Overtime and Wage Claims
You work hard to provide for yourself and your family. Most days are great, minus some long hours here and there,
and being tired once you get home; overall you have no complaints. Your boss approaches you one day and asks you to work overtime.
Maybe someone is out sick or the work load has increased and they need more help, you oblige.
Fast forward, it’s time for your next paycheck, and you’re looking forward to seeing the fruits of your labor, but where are they?
You worked the overtime, you expected an increase on your paycheck, what happened?
Frustrated, you immediately speak to your employer, but all they have are excuses.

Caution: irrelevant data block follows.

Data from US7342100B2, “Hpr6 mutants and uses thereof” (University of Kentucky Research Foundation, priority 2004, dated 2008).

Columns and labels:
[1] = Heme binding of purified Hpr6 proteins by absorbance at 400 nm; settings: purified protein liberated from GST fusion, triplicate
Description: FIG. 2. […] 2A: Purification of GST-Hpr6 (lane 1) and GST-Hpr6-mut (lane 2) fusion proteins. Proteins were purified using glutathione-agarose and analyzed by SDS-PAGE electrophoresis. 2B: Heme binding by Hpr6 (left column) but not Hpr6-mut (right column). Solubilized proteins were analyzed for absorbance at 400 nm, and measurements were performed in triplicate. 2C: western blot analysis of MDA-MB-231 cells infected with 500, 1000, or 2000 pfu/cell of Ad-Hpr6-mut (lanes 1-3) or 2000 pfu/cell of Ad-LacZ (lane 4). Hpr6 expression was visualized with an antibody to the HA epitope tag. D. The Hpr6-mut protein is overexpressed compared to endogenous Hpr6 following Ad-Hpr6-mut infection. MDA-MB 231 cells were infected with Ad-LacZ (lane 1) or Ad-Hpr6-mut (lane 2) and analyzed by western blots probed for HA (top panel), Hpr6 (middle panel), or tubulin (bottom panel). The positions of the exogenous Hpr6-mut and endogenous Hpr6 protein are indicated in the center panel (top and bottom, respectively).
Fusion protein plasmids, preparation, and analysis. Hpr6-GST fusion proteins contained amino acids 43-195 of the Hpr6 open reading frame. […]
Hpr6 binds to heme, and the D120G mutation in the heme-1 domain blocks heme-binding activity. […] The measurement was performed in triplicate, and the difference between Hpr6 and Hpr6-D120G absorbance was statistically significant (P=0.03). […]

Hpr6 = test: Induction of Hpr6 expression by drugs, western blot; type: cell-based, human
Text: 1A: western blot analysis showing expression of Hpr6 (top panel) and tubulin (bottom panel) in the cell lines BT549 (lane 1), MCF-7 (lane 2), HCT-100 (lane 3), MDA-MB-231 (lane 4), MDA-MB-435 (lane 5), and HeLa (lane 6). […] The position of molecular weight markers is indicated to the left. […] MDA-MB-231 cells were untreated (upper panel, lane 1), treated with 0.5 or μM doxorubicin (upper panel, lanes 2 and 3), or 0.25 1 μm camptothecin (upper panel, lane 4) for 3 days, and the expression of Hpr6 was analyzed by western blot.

This is where we step in.
The Fair Labor Standards Act (FLSA) is a federal law which sets standards for minimum wage, overtime pay, and record keeping.
The FLSA provides remedies for employees who have unpaid wages from their employers and punishes the employers who refuse to pay.
The Department of Labor estimates that as many as 80% of employers are not in compliance with applicable wage and hour laws.
The FLSA has two major portions. The second part of the FLSA establishes when overtime is required and who it must be paid to.
A workweek is any continuous seven-day period, and overtime must be paid whenever more than
40 hours is worked during that period. Certain classes of employees are exempt from overtime, but oftentimes employers will
attempt to mischaracterize employees in order to avoid paying overtime.
If you relate to what was said above, you’re not alone.
Get in touch with us, so we can begin the process for you to get paid for the hours you worked.
More information provided here.